So many stories. When I started this blog I wasn't really sure what would come out but my Grandfather is who I think about when I think about the word father.  He's been gone 30 years but he still lives on in my memory and in many pictures.  Here are two of my favorites.

This is myself, Grandpa and my mom at a Mt Holyoke parents weekend.  He came to all of them.

This next photo is from one of his many vacations with my step grandmother. Did I mention he also taught me to be an enthusiastic explorer and tourist. 

Thursday, June 13, 2013

Bear with me

Ok, so I admit it. I have bears on the brain today.  The major reason is that my hometown of Verona New Jersey has a black bear running loose. It is just more than I can imagine.  Verona is a small town about half an hour outside NYC.  It is very green and lovely but it is true suburbia and the thought that a bear is somehow wandering the streets is fascinating, there are towns around it that have verylarge parks but even so - how the bear made it all the way to Verona is beyond me.  I wonder if he is heading to the beautiful  Verona Park or perhaps the country club golf course (which we could not join but that did not stop us from slipping through the holes in the fence in the winter and sledding on it. 

What it has also brought to mind is the two bear encounters in the wild that I have had. 

Of course I have gone to many zoos and seen many bears - polar bears, grizzly's, black, brown, Koala, etc.  But seeing a bear from a safe distance is one thing. A bear in the wild is quite another.

My friend Kathy and I went on a vacation to Yosemite and Mono Lake a few years ago.  We toured Yosemite for a day then went to Mono Lake for a few days then back through Yosemite.  We had discussed bears with my now ex and he told us we'd never see a bear - they are more afraid of us than we are of them.  So driving back through Yosemite we were discussing all the important news of the day when suddenly from some bushes on the side of the road a large brown thing came dashing right across the road and in front of the car.  I slammed on the breaks and the car coming towards us did the same.  We were all flabbergasted.  It had been a bear. A real live grizzly bear.  How was it possible?  We studied the side of the road where the bear had disappeared awaiting his return. Then we turned to look in the other direction to see what the heck was chasing him.  When nothing appeared we waved at the person coming towards us and he waved back. Then we all slowly proceeded.  So very exciting but not my first encounter.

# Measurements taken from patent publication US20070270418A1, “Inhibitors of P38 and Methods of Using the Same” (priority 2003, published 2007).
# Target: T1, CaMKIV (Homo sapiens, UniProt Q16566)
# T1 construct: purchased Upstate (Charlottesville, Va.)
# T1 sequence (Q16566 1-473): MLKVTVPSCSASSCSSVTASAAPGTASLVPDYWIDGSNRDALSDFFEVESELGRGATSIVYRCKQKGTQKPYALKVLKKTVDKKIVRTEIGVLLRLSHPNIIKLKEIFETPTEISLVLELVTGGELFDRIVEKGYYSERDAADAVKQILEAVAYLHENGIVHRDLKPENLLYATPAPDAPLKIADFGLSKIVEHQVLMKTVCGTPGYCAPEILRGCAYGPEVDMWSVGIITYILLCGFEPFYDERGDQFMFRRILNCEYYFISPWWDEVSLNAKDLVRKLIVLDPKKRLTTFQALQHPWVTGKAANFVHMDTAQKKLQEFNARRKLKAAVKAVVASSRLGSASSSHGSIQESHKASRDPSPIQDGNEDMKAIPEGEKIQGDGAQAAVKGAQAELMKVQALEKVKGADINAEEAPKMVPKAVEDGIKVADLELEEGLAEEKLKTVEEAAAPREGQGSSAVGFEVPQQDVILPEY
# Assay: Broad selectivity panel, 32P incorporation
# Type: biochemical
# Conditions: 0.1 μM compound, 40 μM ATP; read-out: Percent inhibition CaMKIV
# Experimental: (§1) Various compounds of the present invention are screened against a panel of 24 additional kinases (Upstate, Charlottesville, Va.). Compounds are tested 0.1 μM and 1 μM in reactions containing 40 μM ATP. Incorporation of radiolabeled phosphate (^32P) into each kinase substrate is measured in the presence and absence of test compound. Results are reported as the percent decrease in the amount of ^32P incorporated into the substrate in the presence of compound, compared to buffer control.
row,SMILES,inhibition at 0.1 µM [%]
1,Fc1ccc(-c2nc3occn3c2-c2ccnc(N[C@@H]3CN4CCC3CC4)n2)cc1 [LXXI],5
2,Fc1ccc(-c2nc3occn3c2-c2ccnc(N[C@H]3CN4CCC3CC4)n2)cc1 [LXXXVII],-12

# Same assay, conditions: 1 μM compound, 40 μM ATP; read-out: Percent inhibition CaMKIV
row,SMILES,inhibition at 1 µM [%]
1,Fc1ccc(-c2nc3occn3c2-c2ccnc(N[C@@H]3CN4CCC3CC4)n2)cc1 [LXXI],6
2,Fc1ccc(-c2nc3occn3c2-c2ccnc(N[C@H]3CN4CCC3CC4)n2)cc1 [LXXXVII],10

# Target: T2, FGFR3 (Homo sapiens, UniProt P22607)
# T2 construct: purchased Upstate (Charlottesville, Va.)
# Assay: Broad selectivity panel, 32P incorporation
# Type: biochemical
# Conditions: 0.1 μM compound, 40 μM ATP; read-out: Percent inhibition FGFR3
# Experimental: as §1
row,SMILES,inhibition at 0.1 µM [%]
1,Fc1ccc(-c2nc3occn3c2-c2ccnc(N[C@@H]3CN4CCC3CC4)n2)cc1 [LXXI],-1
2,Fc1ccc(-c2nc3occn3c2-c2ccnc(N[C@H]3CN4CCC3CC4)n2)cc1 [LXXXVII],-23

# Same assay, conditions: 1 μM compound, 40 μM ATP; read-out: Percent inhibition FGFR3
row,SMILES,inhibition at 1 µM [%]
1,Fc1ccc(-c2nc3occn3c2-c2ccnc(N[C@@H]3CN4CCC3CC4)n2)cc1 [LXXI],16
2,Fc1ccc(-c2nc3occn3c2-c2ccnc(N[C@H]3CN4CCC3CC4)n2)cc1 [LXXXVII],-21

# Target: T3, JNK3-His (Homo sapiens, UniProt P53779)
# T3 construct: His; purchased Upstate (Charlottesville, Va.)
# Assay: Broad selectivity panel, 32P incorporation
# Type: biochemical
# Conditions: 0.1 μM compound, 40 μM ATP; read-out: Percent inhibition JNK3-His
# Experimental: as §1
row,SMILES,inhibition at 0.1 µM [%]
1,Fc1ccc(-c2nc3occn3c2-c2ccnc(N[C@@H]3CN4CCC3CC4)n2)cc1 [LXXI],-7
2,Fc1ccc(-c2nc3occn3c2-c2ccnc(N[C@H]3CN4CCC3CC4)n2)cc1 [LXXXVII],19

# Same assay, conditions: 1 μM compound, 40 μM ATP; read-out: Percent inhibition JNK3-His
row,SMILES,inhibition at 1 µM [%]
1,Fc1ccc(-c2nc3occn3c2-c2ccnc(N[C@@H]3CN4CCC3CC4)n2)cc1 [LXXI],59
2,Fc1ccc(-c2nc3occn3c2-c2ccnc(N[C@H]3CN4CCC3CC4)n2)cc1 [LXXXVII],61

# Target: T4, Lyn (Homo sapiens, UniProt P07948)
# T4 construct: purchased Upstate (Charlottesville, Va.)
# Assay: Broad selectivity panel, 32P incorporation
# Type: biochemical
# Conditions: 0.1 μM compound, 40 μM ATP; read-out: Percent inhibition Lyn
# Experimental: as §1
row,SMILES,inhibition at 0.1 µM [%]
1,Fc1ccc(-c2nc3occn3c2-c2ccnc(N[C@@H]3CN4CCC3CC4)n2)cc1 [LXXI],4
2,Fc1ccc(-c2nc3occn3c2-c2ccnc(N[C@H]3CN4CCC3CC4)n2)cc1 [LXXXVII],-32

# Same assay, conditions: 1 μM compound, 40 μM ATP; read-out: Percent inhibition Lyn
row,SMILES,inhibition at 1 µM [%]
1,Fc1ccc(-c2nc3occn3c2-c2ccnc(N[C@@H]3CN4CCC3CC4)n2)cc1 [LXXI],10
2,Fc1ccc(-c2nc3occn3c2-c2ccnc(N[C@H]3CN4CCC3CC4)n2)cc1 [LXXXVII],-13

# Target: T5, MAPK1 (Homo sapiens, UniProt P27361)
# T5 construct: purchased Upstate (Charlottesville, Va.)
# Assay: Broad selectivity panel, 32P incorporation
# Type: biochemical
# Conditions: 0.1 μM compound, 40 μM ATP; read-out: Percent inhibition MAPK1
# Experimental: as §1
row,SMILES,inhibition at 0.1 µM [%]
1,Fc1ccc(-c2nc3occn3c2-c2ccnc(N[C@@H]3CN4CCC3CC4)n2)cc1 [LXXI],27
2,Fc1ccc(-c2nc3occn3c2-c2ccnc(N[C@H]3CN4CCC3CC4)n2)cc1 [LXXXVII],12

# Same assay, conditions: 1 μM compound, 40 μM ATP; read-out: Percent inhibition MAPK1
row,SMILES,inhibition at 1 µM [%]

Many years ago I was working for a telephone company and one of our subsidiaries was in Ontonagon MI, right on the edge of Lake Superior. In those days I was responsible for all the training in the subsidiaries (52 of them) and delivered many classes myself.  Ontonagon could only be reached by flying from Rochester to Detroit then on a tiny tiny puddle jumper up to Houghton Michigan, then driving 60 miles to Ontonagon.  I made this journey several times - once famously getting on the plane to discover that my boss who had the car reservation and directions failed to make our flight.  In any case on one trip I was traveling alone and staying in a small tourist hotel.  After having a terrible dinner the night before at the local pizza parlor - the pizza tasted like Ketchup on a Matzo - I decided to take a walk down the road to a little place with a big sign saying Broasted Chicken. I had no clue what that was but I was not eating Matzo Pizza again and it was only a mile.  I arrived and tucked into one of the most awesome chicken dinners of my life.  Broasted chicken is like fried chicken only moister and less greasy - it was delicious.  I recall the rest was a homebaked roll, a salad and some mashed potatoes.  All in all a wonderful meal. I paid and was starting to leave when the waitress ran up to me and told me I could not leave.  I asked why and she pointed. There in the parking lot were two little bear clubs playing at the garbage can. I told her I wasn't worried and she told me I needed to be - we could not see the mother anywhere.  The last thing any human wants to do is get between a mother bear and her cubs. I asked if we were calling animal control or the police and she told me no - this happened all the time and the cubs were just being babies and they'd eventually leave.  Since I was the only customer I settled in to wait.  After an hour and a free ice cream cone the cubs finally wandered off.  It was closing time so the waitress and cook offered me a ride back to my hotel.  I remember them gratefully to this day. And on all subsequent trips to Ontonagon I drove everywhere and parked as close to any entrance as humanly possible.